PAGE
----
Johnson Moves Up the Depth Chart

It's been a strtuggle for first round draft pick Larry Johnson but his hard work is about to pay off. Chiefs head coach Dick Vermeil gives the former Penn State star a promotion.

RB Larry Johnson, the team's No. 1 draft pick last April, has been elevated to the No. 2 running back position behind Priest Holmes. Johnson, who has been a game-day active for only one of the first eight games, moves ahead of Derrick Blaylock, who will remain active as a key special teams player.

"When I see him on the practice field running against our defense, he shows those intrinsic talents that are hard to coach," Vermeil said in explaining the change. "Sooner or later, if we need him, I want him to have the confidence that he's ready to go."

RB Derrick Blaylock, who carried the ball only six times (for 30 yards) as the backup to Priest Holmes in the season's first eight games, will be moved to No. 3 on the depth chart. But Blaylock will retain his roles on Kansas City's outstanding special teams. He is a key blocker in the kickoff wedge that sprung Dante Hall loose for two kickoff returns this year.

MLB Mike Maslowski said Monday that his knee injury has been diagnosed as a sprain of the medial collateral ligament. The injury will heal without surgery but may keep Maslowski sidelined for a couple more weeks. He likely will be listed as doubtful for this week's Cleveland game.

TE Billy Baber appears to be the leading candidate to go on the game-day inactive list after the Chiefs made RB Larry Johnson their No. 2 running back. The Chiefs play a lot of two-tight end formations, which they'd be hard-pressed to do should Tony Gonzalez or Jason Dunn be hurt with Baber inactive. But that's a gamble they seem ready to take to create a game-day spot for Johnson, who has been active in only one game in the first half of the season.

LB Kawika Mitchell, Kansas City's second-round draft pick this year, will likely get his first NFL start Sunday against Cleveland when he replaces the injured Mike Maslowski at middle linebacker against Cleveland. Mitchell, who missed three weeks of training camp and four regular-season games with hamstring injuries, is yet to be credited with a tackle on the defensive charts kept by Chiefs coaches.

"Those type of things give you a chance to get out of your realm, get away from answering the same football questions. When you get to do other things, it puts you in a great state of mind. When you come back to practice you say, 'OK, I've had my fun, my body feels good, let's go to work.'" Chiefs WR Johnnie Morton, who filmed a "Win a Date with a Pro" segment for the Fox Sports Network's "Best Damn Sports Show."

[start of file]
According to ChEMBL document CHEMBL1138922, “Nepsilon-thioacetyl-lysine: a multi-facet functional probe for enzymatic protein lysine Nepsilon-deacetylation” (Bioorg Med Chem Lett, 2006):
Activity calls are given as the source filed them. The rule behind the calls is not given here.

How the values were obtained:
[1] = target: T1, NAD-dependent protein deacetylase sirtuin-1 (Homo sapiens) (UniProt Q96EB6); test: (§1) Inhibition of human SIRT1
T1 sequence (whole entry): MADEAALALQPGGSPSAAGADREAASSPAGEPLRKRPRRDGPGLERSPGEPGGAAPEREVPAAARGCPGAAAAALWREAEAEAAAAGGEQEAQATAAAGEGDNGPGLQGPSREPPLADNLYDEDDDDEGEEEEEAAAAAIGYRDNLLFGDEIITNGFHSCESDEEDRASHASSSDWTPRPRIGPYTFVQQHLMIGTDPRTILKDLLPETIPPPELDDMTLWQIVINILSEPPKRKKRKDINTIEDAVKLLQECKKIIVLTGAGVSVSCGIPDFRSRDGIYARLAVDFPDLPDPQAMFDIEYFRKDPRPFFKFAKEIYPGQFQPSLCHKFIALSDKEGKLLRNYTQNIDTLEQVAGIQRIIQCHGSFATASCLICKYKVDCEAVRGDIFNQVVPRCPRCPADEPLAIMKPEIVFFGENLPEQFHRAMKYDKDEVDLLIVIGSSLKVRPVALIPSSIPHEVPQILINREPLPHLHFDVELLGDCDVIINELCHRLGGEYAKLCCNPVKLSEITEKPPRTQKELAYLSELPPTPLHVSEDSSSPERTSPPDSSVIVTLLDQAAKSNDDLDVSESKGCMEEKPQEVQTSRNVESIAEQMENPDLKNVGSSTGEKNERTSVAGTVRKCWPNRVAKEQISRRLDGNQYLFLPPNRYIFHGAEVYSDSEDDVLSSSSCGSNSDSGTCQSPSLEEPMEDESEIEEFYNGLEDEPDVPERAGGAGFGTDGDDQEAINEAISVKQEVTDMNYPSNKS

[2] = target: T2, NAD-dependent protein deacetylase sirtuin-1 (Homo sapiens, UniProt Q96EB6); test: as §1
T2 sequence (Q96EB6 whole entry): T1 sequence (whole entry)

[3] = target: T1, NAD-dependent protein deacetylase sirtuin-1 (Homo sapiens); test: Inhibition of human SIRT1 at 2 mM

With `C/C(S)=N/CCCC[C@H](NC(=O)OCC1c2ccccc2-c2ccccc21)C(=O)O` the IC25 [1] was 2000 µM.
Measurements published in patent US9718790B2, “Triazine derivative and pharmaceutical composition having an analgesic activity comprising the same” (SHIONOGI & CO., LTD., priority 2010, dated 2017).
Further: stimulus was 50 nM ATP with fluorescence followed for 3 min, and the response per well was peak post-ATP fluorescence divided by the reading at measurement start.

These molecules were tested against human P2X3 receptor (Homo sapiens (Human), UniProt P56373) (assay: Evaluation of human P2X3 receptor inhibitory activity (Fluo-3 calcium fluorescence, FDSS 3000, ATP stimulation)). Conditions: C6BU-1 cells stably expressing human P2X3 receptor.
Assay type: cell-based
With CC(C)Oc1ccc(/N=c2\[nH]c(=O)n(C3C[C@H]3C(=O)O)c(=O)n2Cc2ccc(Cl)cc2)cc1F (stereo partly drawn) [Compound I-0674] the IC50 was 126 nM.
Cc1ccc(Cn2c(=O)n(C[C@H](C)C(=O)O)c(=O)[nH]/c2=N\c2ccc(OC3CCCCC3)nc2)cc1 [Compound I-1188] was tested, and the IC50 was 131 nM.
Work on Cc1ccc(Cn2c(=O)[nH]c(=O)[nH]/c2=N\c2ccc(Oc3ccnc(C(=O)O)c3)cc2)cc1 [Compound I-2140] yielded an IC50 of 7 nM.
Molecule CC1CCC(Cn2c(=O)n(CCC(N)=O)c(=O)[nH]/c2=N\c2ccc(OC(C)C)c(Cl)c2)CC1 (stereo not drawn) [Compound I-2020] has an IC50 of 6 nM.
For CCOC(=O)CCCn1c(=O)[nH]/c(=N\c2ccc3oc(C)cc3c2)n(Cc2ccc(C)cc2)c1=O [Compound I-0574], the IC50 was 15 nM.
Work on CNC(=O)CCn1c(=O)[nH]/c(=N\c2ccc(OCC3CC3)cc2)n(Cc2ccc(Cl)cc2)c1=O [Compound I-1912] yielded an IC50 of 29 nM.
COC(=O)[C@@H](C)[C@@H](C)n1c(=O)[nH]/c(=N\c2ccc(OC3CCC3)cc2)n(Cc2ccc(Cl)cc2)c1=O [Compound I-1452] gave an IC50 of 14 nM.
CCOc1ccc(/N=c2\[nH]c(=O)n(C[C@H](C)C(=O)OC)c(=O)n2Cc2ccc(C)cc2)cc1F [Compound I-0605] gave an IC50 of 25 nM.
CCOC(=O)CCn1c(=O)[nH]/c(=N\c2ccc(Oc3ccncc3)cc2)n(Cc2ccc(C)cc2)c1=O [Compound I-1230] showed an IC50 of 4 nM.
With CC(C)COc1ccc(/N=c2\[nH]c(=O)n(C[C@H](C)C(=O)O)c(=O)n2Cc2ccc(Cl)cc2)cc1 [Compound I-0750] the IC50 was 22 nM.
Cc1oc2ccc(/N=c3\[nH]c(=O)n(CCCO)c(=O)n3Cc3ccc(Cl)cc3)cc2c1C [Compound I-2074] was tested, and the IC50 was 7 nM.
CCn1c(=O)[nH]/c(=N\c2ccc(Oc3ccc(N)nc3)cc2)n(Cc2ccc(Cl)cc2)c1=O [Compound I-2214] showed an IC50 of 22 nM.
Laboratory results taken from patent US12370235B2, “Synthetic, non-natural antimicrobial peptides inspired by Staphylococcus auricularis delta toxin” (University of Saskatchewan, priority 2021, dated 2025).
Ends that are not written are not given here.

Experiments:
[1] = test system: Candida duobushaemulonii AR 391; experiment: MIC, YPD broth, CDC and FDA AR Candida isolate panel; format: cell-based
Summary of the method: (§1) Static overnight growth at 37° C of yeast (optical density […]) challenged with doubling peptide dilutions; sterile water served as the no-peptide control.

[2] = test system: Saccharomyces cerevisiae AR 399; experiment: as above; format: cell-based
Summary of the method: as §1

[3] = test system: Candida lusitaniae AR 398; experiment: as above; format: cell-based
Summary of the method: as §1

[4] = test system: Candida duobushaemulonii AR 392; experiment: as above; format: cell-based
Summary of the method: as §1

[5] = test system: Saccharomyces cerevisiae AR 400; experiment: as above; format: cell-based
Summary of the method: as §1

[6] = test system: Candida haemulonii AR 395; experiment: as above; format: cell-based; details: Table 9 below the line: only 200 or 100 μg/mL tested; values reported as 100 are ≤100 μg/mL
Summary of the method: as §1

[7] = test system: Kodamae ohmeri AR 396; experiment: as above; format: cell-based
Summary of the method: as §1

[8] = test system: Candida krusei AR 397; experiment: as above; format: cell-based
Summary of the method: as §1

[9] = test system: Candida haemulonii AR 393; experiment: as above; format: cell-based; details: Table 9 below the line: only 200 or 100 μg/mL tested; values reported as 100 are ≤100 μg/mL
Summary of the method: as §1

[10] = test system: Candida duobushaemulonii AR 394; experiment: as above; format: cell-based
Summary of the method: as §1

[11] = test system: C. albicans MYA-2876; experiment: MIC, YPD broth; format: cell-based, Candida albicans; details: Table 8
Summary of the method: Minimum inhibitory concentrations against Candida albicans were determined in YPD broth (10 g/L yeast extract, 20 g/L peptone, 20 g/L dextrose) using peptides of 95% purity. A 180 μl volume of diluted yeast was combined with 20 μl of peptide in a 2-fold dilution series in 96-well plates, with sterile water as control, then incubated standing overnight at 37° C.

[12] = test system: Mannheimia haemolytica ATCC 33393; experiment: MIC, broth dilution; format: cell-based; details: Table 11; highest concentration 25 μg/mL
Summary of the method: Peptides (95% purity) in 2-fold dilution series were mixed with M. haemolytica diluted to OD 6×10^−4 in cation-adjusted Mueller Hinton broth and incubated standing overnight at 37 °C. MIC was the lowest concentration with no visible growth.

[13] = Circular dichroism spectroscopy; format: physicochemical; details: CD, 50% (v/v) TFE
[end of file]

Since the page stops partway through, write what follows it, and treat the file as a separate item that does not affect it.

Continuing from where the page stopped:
PASSING OFFENSE: B -- By definition, Trent Green's 86.7 quarterback rating is just above average -- No. 13 in the NFL after eight games. Wide receivers Johnnie Morton and Eddie Kennison have been more cold than hot, though tight end Tony Gonzalez has stepped up nicely in his last three outings. Still, the Chiefs have only one 300-yard passing game (Green Bay) and three 100-yard receiving games. Pass protection, though, has been excellent.

RUSHING OFFENSE: B-plus -- Priest Holmes get an A for leading the league in total yards from scrimmage (1,103) despite a reduced workload (44 fewer touches) in a season that began with questions surrounding his hip/health. But the grade gets reduced because of negative plays in critical situations -- most notably, the failure of one of the NFL's best backs, running behind one of the best lines, to get kill-the-clock first downs in wins at Baltimore and Oakland.

PASS DEFENSE: B -- Their No. 25 ranking screams out for a lower grade, but 18 interceptions silence that cry. Bend-don't-break will likely break, however, when facing better opposition at tournament time.

RUSH DEFENSE: D -- Four opponents -- Jamal Lewis, Clinton Portis, Ahman Green and Travis Henry -- have gashed the Chiefs for 115 or more yards. That could loom big come playoff time when most teams pound the ball in cold weather. The Chiefs ranked 24th after eight games.

SPECIAL TEAMS: A -- Jason Baker's inconsistent punting can't detract from Dante Hall's record-setting four touchdown returns in as many games, or in the way he creates field position when teams try to kick away. Morten Andersen has been decent in hitting 8 of 10 field goals with 4-of-6 accuracy from 40-plus.

COACHING: A -- Vermeil has created an atmosphere that makes his players want to give more, more and more for their head coach. Defensive coordinator Greg Robinson gets high marks for changing his pass coverage. In going to more zones, he sacrifices yards to allow his defenders a better chance to see and break on passes. Offensive coordinator Al Saunders does a nice job of firing different weapons at different times. How potent would this offense be if they all fired at once? Special teams coach Frank Gansz, Jr., could be Missouri's governor in a recall election. Top Stories